“Ha ha! That fool of a captain handed it right to us!”

“But we don’t fight well on the sea! We’re no seamen. And it will take weeks to get to Irestead.”

“I don’t see why we have to go there anyway. We’ll all get the plague for sure. It’s a dead man’s mission.

There was a loud bang as the man with the long nose, whom Noddie had seen talking to the captain the day the ship set sail, slammed his fist on the table.

“Enough of your griping! You’re getting paid well enough, you will stick to your vow!”

“But isn’t the man already dead? It was in the papers and all. Killed by the plague. Him and all those other high and mighty saps.”

“Only rumors. He’s not dead.”

“You’re absolutely sure?”

“Positioned at his house all night wasn’t I? I saw it all. A doctor arrived shortly after the plague cleaned the place out and immediately ran back to town for aid. I watched their work. His body wasn’t among the dead.”

“That’s all we’ve got? Why would the idiot travel to that godforsaken country in the first place? It’s not worth it!”

“My my, not complaining are we?” A low, sharp voice made silence fall in the room faster than a stone in water. The voice sent a chill throughout the men, which lifted right up to the rafters and danced down Noddie’s spine.

“A n-no, Sir. Just-just looking over options of course is all,” the long-nosed man stammered. All of the men were looking in different directions, tense, as if a large poisonous snake had slithered into the room.

“I should think not.” There was the thud heavy boots as the man entered. Though he remained out of her line of vision Noddie was assaulted by a great fear of this man she could not explain. She lay as still as possible praying the boards beneath her wouldn’t creek and give her away.

“Just looking over options is it? Sounded a bit to me like some of you are having second thoughts.” Every syllable dripped with anger.


Pieces of a broken chair scattered the floor.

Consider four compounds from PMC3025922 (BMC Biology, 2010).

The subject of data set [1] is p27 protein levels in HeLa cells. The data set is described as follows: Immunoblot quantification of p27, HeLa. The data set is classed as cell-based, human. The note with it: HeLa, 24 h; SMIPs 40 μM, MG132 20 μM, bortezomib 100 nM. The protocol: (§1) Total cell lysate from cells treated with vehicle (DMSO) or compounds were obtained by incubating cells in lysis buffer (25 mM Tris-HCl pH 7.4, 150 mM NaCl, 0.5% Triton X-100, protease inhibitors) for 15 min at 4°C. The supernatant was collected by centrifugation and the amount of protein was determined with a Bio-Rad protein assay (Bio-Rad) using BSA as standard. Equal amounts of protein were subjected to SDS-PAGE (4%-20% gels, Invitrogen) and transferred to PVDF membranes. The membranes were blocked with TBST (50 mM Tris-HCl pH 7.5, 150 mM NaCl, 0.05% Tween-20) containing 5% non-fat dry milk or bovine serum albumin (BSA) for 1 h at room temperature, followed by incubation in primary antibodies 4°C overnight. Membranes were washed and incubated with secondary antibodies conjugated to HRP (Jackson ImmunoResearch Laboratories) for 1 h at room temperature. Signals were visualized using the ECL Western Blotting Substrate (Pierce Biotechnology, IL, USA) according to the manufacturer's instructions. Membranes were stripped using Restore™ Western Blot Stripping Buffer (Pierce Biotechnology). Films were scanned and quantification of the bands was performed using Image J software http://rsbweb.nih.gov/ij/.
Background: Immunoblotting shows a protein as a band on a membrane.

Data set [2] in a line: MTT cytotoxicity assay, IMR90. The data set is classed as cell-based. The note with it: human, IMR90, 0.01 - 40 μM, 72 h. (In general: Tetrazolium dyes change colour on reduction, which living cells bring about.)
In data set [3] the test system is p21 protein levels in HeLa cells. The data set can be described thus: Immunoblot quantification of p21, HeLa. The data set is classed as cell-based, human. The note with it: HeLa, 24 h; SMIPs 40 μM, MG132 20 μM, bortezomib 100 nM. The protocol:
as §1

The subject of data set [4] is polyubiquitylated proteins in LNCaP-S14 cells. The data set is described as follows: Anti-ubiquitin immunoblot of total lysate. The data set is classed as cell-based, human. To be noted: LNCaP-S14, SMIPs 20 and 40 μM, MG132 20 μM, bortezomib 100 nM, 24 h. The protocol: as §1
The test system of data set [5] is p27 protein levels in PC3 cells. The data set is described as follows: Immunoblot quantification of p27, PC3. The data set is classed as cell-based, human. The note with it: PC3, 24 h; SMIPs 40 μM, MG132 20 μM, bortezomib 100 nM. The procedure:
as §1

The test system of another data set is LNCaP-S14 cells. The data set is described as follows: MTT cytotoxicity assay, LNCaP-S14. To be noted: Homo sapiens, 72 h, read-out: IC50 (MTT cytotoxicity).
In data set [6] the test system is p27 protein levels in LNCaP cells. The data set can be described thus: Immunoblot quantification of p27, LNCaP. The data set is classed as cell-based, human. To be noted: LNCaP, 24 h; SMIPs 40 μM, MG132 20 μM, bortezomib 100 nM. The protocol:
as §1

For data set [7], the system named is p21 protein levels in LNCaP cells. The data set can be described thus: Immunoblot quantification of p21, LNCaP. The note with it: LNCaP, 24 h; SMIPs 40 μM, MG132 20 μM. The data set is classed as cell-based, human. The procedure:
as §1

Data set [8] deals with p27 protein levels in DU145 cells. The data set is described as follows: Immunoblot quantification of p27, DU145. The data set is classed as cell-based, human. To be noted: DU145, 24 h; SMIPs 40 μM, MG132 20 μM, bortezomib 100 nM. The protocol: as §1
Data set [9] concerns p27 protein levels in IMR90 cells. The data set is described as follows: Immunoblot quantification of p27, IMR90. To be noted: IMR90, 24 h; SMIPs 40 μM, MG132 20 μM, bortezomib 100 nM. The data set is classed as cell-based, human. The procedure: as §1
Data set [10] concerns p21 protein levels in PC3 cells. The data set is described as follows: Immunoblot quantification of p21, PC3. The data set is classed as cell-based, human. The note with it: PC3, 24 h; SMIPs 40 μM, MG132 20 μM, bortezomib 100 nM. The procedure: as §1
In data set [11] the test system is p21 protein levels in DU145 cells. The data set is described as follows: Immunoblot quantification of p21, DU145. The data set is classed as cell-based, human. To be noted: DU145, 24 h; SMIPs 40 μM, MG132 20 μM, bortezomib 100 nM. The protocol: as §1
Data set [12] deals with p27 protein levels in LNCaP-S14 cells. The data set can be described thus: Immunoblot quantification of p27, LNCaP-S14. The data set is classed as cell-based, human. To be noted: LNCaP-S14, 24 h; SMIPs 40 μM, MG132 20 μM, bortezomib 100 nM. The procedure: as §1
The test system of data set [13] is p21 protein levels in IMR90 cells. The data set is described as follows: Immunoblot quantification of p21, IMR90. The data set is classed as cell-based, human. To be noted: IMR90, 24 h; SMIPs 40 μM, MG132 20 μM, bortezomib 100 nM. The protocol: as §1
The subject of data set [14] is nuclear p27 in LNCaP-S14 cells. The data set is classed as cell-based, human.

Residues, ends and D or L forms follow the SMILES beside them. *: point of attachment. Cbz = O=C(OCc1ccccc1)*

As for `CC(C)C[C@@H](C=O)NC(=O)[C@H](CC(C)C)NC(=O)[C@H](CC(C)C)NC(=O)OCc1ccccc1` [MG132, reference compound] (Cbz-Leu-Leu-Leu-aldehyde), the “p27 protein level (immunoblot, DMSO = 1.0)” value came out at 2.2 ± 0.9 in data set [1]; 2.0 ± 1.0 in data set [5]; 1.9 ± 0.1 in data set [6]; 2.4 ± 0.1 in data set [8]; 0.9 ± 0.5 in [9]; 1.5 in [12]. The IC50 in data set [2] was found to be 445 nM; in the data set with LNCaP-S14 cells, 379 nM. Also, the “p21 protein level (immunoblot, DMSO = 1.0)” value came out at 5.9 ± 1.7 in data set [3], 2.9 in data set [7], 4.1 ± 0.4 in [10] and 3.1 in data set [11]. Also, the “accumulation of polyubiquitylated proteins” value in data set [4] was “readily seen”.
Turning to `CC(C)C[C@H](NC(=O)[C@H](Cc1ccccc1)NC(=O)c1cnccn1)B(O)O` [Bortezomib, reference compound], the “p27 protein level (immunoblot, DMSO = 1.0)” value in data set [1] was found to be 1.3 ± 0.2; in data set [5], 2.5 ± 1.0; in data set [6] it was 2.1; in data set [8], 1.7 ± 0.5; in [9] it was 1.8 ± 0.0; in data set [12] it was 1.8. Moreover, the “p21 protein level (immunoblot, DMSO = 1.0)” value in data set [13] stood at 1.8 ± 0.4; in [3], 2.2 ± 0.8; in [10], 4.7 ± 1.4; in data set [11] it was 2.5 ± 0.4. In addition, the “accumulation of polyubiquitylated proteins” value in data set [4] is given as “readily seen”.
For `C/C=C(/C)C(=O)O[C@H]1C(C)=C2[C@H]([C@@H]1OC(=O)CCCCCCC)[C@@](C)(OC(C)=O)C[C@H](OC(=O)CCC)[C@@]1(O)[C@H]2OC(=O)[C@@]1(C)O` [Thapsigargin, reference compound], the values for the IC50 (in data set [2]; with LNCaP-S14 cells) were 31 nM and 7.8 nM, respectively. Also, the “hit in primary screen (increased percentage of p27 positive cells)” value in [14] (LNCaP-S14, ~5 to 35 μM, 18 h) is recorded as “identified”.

“Lousy, unreliable, cowards! Have you no pride? Are you not all members of the Mordekah Gang! Each one of you took a vow of blood when you entered here and I will have any traitor having second thoughts gutted out and hung from the yardarms as a constant reminder of what happens to fools who let their minds wander to where they ought not be!”

The men cowered and Noddie trembled uncontrollably. The Mordekah gang! The Mordekah robbers were on this ship!

The man continued in a softer voice, dark as poison. “Now does anyone feel they need to voice an opinion?”

The room was silent.

“Good. Then if there are no problems we will get back to the business at hand. No, Boren, Martis Lazren was not killed when the plague shadowed his house. That rat slipped out of danger again. Lazren will not be as easy a target as others have been. He’s cunning, and his wealth allows him extra protection. Have you already forgotten that we lost over half our men at his hand? No, this job will require more skill and planning. This time it’s personal, and on a much larger scale. I will gut him myself, slow and painful. I’ll teach him to make a mockery of Mordekah!”

A knife was stabbed into the desktop below.

Noddie choked on the dust around her. Lazren? Her uncle Lazren? Her mind spun, trying to grasp all that was being said. Her uncle Lazren was alive! And the Mordekah robbers were planning to kill him!

No one ever dared to say anything against the Mordekah gang. No one knew who was secretly a member. They were ordinary people mixed in with the crowd in every small town and bustling city. They could never be caught because they corrupted the courts and made bloody deals with each other that exonerated the guilty. Any man who tried to seek out or imprison their members would be silenced.

If Mordekah’s men were after Martis Lazren he must have offended them, and judging by what the man said, this wasn’t a matter of greed or a loose tongue. Lazren had done something to threaten these villains. “We lost over half our men at his hand.” Noddie remembered how Lazren had started taking long trips after hearing of Mr. Medlock’s death. How he returned from his last (and longest) departure in the dead of night. Noddie had been kept awake by the heavy storm outside and spied her uncle from over the upstairs banister. He was sodden and tired, rainwater dripping down his noble nose and sturdy chin as the butler took his coat. But within the soft glow of the lamp she could make out a triumphant gleam in his narrow eyes and his thin lips perked up in a rare smile. Lazren must have discovered members of the gang and brought them to justice, a feat thought to be impossible.

Noddie’s respect for her uncle grew tenfold. As strict and arrogant as he was, he had had the courage to do what was right. At the risk of his own life he avenged the innocent of these fiends who expected the secrets they soaked to hide their evil deeds.

Mortekah spoke with determination, “Lazren will be reaching Irestead in a few short weeks, and we have to be ready for him when he does. In the meantime we will be sailing up the west side of Irestead. I expect everyone to do his share of the work around here.”